GLS 592: Pixar Perfect: Understanding the Archetypes of the Animation Screenplay
Instructor: Jennifer Mackenzie
The well-crafted animation screenplay provides us with a rare opportunity to engage with the most ancient and mythological forms of our shared human experience–the archetypes of the collective unconscious!
Because of its visual proximity to our dreaming world, its innate shapeshifting capacity, and its potential to convey a kind of emotional hyperrealism through its characters, the animated film story provides a particularly fertile ground for the archetypes of the collective unconscious, and what Joseph Campbell coined “the Hero’s Journey.”
As writers and artists, we will examine these key questions:
- Why is the animated film story such a powerful channel for the collective unconscious?
- How does the Hero’s Journey inform the structure of an animation screenplay?
- How can we “mine the gold” of these archetypes to further our screenwriting craft?
We will study several original animated films, both American (Pixar Studios) and international (Studio Ghibli), to understand how archetypes are functioning at a high level in these stories.Come prepared to participate in in-class writing exercises and art exercises (no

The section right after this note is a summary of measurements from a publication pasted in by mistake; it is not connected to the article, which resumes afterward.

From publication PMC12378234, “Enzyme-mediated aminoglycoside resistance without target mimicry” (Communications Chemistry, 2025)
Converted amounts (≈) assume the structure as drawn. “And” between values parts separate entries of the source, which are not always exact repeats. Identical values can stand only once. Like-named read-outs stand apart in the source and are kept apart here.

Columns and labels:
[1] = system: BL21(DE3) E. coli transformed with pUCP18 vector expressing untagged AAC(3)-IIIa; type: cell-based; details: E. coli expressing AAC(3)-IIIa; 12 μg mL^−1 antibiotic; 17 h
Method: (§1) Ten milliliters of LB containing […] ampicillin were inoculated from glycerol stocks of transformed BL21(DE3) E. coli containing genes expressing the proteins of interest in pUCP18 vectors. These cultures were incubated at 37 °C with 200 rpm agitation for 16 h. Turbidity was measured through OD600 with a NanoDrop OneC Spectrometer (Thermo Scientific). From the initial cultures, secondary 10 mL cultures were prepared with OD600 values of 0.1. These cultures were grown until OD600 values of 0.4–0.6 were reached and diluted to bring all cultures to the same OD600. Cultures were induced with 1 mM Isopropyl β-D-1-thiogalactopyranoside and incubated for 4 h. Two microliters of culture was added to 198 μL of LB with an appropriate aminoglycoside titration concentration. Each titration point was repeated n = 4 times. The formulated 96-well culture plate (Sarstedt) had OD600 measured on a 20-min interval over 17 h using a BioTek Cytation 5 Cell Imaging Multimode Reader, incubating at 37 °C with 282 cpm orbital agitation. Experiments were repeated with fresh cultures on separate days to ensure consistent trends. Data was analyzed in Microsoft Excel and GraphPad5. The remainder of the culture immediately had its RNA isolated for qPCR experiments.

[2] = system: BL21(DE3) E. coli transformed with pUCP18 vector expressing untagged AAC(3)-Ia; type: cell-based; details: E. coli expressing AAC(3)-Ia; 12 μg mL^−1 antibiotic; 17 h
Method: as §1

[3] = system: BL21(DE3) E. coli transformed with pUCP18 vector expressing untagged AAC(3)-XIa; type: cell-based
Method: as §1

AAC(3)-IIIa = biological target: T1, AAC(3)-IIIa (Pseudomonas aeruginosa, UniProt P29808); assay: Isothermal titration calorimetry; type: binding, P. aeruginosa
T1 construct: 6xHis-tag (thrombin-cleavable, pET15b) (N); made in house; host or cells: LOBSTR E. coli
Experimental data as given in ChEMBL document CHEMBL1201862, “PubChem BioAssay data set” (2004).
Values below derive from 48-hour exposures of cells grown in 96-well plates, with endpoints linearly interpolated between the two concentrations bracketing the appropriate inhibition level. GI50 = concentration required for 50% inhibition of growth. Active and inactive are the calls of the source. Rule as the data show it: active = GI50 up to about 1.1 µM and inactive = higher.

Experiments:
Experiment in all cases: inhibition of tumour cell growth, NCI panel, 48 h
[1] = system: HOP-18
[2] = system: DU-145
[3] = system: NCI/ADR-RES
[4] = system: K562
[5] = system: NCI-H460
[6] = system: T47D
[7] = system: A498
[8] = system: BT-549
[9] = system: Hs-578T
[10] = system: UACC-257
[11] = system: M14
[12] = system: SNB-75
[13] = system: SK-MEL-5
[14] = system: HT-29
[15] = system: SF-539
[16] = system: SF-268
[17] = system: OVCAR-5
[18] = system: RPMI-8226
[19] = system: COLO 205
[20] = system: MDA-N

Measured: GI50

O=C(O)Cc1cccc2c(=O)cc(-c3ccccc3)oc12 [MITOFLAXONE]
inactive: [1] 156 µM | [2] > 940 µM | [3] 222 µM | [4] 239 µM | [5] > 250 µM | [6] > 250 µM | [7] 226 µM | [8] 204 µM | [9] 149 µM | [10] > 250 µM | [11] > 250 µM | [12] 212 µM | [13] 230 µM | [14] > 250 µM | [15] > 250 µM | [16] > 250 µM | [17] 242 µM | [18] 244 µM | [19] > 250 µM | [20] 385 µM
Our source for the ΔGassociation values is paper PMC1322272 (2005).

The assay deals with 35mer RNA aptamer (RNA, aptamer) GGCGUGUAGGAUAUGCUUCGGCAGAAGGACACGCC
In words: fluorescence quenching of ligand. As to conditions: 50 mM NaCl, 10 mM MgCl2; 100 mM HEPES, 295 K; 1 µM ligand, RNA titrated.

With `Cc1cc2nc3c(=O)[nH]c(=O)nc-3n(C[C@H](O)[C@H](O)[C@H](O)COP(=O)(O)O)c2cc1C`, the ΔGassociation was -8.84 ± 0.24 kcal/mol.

background required), and to complete written assignments and a final creative product.
Reading materials/sources for this course include:
- Bird, Brad. The Incredibles: Screenplay. Disney-Pixar Studios.
- Campbell, Joseph.The Hero with a Thousand Faces.
- Docter, Pete, Bob Peterson and Tom McCarthy. Up: Screenplay. Disney-Pixar Studios.
- Jung, C.G. The Archetypes and the Collective Unconscious
- Miyazaki, Hayao. Spirited Away: Screenplay. Studio Ghibli
- Plato. Republic/Plato: translated by G.M.A Grube–2nd ed., revised by C.D.C. Reeve.
- Snyder, Blake. Save the Cat! The Last Book on Screenwriting You’ll Ever Need.
- Stanton, Andrew. Finding Nemo: Screenplay. Disney-Pixar Studios
- Vogler, Christopher.The Writer's Journey: Mythic Structure for Writers.
Last Update: April 9, 2014